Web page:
BACKGROUND OF THE INVENTION
1. Field of the Invention
The present invention relates to a personalized postal stamps system and methods of making the same. The postal stamp is particularly intended for use by the typical governmental postal service, and authorized private and public organizations that handle parcel, package and mail delivery.
2. Description of the Related Art
In the past, the postal services of many countries have offered a variety of modifications to traditionally designed postage stamps. Customarily, the post offices have been providing stamps in the form of perforated sheets with multiple rows of postage stamps. Each sheet is rectangular in shape and the back surface of the sheet is coated with a water-activated adhesive. The adhesive or gum is generally provided in the production of stamps in the form of a solution following the printing process and then dried. The printed paper sheet is then perforated and cut into sheets suitable for sale. Adhesives used on stamps in the past have been gum arabic, animal or fish glue, and dextrin.
Stamps haves had many face lifts and minor improvements over the years. U.S. Pat. No. 3,565,463, issued to D. A. Taylor on Feb. 23, 1971, U.S. Pat. No. 5,267,754, issued to Wittich Kaule on Dec. 7, 1993, and U.S. Pat. No. 5,685,570, issued to Gray, et al. on Nov. 11, 1997, all describe different ways a stamp may incorporate a security feature which allows the postal authorities to verify the validity of a stamp. U.S. Pat. No. 3,995,741, issued to Joseph Henderson on Dec. 7, 1976, and U.S. Pat. No. 4,715,622, issued to Ameer Mikhail on Dec. 29, 1987, describes different ways in altering stamps to incorporate a method of providing a destination code to aid the post office in sorting and delivering the mail more quickly.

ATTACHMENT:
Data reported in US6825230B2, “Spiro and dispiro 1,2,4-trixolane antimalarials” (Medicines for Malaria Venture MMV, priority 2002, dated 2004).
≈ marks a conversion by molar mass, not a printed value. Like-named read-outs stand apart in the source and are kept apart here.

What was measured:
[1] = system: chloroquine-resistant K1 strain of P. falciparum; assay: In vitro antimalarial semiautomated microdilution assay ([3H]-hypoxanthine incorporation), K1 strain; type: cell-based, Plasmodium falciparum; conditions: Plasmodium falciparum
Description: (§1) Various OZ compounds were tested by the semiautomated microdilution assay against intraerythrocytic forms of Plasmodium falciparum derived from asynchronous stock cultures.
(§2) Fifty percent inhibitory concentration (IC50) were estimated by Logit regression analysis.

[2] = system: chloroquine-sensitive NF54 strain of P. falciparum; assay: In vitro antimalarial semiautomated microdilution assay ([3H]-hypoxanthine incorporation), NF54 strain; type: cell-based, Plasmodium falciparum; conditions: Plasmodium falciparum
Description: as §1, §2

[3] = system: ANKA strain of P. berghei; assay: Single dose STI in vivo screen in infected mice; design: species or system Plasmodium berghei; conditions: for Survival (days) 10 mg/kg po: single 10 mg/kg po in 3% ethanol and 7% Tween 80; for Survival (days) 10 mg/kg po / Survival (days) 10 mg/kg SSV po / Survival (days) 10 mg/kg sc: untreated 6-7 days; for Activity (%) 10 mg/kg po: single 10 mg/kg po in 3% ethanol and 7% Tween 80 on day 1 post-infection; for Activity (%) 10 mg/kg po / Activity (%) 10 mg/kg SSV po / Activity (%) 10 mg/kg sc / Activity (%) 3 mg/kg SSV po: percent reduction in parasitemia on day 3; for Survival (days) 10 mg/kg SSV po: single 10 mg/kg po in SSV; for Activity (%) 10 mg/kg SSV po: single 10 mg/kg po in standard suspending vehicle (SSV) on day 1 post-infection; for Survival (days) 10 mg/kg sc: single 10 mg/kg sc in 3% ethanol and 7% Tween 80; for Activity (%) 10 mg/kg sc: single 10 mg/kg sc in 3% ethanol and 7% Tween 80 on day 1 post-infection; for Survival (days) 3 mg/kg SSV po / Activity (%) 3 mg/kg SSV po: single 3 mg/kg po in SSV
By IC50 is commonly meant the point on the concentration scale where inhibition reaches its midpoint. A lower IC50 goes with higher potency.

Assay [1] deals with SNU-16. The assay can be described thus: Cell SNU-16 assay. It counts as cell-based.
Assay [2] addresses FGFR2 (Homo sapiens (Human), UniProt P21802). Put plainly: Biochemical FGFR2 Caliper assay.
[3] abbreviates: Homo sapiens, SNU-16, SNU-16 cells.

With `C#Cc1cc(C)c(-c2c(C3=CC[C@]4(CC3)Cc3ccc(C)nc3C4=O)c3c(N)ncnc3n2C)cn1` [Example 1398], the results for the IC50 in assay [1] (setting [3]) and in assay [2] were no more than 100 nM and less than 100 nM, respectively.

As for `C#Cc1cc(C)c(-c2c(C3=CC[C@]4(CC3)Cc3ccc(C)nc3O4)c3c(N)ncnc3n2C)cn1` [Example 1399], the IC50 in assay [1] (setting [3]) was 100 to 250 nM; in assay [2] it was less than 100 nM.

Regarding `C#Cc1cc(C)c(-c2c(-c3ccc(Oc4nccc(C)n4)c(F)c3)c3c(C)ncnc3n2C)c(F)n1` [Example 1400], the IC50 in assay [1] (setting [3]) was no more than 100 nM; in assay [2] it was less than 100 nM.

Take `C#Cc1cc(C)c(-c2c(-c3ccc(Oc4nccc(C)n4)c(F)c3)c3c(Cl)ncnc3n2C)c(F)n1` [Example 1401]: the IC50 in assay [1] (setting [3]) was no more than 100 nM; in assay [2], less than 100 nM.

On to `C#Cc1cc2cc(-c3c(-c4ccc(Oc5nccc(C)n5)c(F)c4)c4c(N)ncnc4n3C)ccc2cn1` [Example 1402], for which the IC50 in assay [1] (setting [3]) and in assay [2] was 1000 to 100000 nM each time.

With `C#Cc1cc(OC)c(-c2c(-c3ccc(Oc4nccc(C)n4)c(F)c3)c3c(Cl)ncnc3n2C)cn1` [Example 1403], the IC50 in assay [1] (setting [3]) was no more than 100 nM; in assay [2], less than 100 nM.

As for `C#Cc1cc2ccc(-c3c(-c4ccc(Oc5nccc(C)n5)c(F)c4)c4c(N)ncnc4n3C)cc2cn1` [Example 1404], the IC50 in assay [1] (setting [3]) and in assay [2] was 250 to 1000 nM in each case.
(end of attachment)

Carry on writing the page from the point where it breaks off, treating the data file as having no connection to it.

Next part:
Many philatelists have stressed the need for improving the aesthetic value of postage stamps. Other countries besides the United States of America produce equally outstanding stamps. However, some novel ideas have not been appealing to many postal service authorities. U.S. Pat. No. 5,423,573, issued to Georges de Passille on Jun. 13, 1995, describes a composite postage stamp that comprises a larger definitive part and a separate complementary smaller pre-made part. Each part has a printed front surface and an adhesive rear surface coating. Both parts have adhesive backs so that the decorated complementary design may be adhered to the front face of the stamp and the stamp adhered to the postal article. Both the definitive and complementary parts may be prefabricated by the post office and offered together as a collection. The difficulty with this patent is that only a few pre-made complementary parts are offered which limits the consumer's choices.
In many cases the postal service will not endorse novel ideas in stamp alterations. One reason would be the lack of governmental control over how the stamps themselves are altered. If any personalized image can be placed on a stamp without some form of regulation, there could possibly be a problem with obscenity, copyright, and trademark issues. U.S. Pat. No. 5,873,605, issued to Kenneth Kaplan on February 23, describes a method for making, personalized postage stamps. A consumer must first pose in front of a vending machine, similar to a passport photo machine in the shopping malls. The first region is the lawful stamp and may be printed by the vending machine. The first region occupies an outer margin of the stamp and surrounds a second region. The second region presents the image in the form of a person when the stamp is purchase from the vending machine. The vending machine then forms the first and second region images in a single operation at different times by different operations. The problem with this patent is that the invention limits the image to a person or photographable object, due to the fact that the subject being photographed must pose or be positioned in front of the vending machine.